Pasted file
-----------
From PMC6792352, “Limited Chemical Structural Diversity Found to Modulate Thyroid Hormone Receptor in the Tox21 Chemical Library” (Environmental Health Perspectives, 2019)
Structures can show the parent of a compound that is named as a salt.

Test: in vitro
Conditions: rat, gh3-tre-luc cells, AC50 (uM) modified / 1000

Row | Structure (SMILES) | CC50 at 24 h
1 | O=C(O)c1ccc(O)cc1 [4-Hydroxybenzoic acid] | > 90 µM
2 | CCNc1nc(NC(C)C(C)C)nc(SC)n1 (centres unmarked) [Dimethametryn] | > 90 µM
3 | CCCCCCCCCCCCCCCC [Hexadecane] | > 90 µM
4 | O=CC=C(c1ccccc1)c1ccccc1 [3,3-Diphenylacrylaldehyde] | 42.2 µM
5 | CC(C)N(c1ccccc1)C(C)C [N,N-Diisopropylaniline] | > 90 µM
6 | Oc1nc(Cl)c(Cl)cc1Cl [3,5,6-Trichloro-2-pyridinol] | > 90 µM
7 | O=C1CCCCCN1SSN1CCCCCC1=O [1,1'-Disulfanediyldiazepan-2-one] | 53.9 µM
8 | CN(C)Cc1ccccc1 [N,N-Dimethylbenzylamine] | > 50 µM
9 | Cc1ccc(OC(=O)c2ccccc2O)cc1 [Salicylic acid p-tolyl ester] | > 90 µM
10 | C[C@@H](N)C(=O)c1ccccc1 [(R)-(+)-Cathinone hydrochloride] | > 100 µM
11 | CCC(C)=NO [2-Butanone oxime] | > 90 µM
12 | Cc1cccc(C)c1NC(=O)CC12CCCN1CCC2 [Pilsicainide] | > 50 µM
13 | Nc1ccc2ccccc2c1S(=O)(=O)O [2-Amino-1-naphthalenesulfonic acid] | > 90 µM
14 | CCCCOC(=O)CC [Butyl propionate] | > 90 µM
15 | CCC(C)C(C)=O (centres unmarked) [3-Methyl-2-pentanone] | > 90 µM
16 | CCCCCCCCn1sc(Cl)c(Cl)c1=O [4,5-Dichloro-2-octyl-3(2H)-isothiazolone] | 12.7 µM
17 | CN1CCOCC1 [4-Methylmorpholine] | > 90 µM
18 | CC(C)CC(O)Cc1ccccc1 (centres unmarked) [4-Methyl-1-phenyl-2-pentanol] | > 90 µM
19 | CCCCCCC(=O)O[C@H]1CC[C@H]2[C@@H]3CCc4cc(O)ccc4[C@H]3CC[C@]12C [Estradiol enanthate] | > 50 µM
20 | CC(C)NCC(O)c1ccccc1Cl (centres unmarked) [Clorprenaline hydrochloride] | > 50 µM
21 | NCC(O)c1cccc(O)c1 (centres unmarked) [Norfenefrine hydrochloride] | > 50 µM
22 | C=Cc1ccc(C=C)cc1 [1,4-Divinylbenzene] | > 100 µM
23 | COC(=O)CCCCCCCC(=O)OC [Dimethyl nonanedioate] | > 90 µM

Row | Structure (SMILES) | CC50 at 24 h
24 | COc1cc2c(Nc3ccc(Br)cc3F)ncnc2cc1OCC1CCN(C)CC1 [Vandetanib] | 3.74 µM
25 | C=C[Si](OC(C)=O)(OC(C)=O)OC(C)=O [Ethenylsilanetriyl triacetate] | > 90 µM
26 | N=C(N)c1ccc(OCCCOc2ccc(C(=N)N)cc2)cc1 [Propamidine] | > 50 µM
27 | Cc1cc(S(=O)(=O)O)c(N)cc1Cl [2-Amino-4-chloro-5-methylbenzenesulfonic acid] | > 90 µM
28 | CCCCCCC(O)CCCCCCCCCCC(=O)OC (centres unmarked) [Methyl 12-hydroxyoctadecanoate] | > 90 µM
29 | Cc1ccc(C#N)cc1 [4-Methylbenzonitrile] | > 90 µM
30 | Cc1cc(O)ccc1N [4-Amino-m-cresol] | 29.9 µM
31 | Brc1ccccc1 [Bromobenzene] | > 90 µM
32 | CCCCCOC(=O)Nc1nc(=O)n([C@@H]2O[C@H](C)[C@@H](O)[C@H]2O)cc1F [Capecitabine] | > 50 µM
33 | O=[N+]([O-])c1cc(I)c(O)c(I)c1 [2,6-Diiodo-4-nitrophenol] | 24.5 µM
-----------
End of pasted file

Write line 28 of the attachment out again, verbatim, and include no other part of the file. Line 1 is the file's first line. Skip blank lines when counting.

23 | COC(=O)CCCCCCCC(=O)OC [Dimethyl nonanedioate] | > 90 µM